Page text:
The movements used in the PRC 200 are produced by the largest ébauche manufacturer in the world, ETA. Like Tissot, they are also a member of the Swatch Group. The ETA SA Manufacture Horlogère Suisse (ETA SA Swiss Watch Manufacturer) has existed since 1793 and supplies numerous famous manufacturers with calibers.
One of the most remarkable movements powering the watches in the PRC 200 series is the mechanical Powermatic 80.141. ETA introduced this automatic caliber in 2013 under the designation C07.111. Aside from Tissot, manufacturers such as Hamilton and Certina use it as well. A decisive advantage of this movement is its impressive power reserve of 80 hours. Normally, the power reserves of automatic calibers range from 40 to 50 hours. In order to achieve longer power reserves, a second barrel usually needs to be added. However, this isn't the case with the C07.111. Instead, Tissot optimized the reliable caliber 2824-2. The frequency was reduced from 28,800 to 21,600 alternations per hour (A/h) in order to lower the amount of energy used by the balance wheel. Components with low friction also contributed to this. Furthermore, a new type of mainspring was utilized which can withstand more pressure. All of these alterations have resulted in a power reserve which can last an entire weekend. Take your watch off on Friday and put it back on Monday morning still ticking.
The mechanical chronographs are powered by the ETA C01.211 movement. The caliber, introduced in 2009, utilizes thermoformed plastic for the escapement, making it self-lubricating and anti-magnetic. The C01.211 is based on the Lemania 5100 caliber which has been produced since the late 1970s and is often used in military watches.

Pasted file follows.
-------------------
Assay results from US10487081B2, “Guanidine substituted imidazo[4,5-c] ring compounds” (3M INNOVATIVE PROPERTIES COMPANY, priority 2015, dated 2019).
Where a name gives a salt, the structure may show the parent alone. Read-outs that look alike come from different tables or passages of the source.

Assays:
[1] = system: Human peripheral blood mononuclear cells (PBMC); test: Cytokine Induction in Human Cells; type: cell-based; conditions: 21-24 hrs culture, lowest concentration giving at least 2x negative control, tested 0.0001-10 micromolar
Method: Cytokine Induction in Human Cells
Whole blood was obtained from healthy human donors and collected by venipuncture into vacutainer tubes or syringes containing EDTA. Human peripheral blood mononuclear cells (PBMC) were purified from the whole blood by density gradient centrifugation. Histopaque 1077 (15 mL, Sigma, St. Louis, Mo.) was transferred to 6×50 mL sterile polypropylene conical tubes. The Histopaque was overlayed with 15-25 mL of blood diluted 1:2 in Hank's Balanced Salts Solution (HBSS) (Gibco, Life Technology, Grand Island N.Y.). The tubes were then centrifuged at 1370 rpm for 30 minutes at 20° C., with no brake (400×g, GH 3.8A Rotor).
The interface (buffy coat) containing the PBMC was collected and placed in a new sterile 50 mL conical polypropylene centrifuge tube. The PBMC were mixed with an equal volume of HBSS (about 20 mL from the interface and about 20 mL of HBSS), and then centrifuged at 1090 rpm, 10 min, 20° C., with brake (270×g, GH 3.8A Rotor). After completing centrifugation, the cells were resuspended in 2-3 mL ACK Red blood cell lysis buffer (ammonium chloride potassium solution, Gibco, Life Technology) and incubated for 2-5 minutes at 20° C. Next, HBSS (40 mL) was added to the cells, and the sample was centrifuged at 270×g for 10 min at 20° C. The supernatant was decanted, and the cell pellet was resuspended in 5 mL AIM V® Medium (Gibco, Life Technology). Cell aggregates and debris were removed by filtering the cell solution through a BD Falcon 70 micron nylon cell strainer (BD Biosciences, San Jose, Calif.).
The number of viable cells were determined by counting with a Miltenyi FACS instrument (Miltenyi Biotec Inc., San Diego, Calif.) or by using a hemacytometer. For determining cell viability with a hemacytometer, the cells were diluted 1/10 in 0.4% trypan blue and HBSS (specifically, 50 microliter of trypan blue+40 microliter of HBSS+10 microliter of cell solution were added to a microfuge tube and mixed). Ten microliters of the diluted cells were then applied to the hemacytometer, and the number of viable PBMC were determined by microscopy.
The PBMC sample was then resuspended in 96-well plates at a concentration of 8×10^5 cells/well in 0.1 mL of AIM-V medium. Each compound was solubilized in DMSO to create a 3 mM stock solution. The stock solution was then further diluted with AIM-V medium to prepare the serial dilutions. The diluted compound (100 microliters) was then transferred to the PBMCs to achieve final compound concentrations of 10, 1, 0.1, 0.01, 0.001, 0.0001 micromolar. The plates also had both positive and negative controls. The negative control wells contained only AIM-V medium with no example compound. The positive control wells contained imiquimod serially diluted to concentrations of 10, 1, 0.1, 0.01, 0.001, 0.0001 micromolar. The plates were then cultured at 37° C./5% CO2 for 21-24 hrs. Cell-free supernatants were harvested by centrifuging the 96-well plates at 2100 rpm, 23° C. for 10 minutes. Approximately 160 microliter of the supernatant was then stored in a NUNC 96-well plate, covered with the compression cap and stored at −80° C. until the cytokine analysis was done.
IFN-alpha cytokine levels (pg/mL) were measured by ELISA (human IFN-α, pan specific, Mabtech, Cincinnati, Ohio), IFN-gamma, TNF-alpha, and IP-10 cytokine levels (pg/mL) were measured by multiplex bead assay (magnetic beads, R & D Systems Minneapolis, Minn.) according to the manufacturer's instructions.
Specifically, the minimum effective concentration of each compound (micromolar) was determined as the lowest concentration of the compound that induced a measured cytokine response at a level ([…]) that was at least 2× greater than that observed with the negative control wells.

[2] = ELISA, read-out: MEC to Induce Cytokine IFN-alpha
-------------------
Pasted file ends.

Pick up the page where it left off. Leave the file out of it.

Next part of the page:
The C01.211 ticks away at 21,600 A/h and has a power reserve of around 45 hours. It can time 1/6ths of a second. The watch has two chronograph subdials: The 30-minute counter is located at twelve o'clock, and the 6-hour counter is located at six o'clock. The decentralized seconds is located at nine o'clock, while the large, central second hand is a part of the chronograph function. The date display is located at three o'clock.
With a quartz PRC 200, you get the best value for your money. In the battery-powered chronographs, the ETA G10.211 deviates from the correct time by only a few seconds a month. The timing function enables you to precisely time 1/10ths of a second with a special subdial at two o'clock. The characteristically large T-shaped second hand keeps track of timed seconds up to 60, similar to most chronographs. The 30-minute counter keeps track of timed minutes and is located at ten o'clock. The decentralized seconds is located at six o'clock. The G15.211 caliber in the 35-mm women's chronographs has a similar layout. The ETA Trendline F06.111 powers the simple three-hand watches. Thanks to a high-performance battery with a capacity of 55 mAh, you don't need to change the battery for eight years.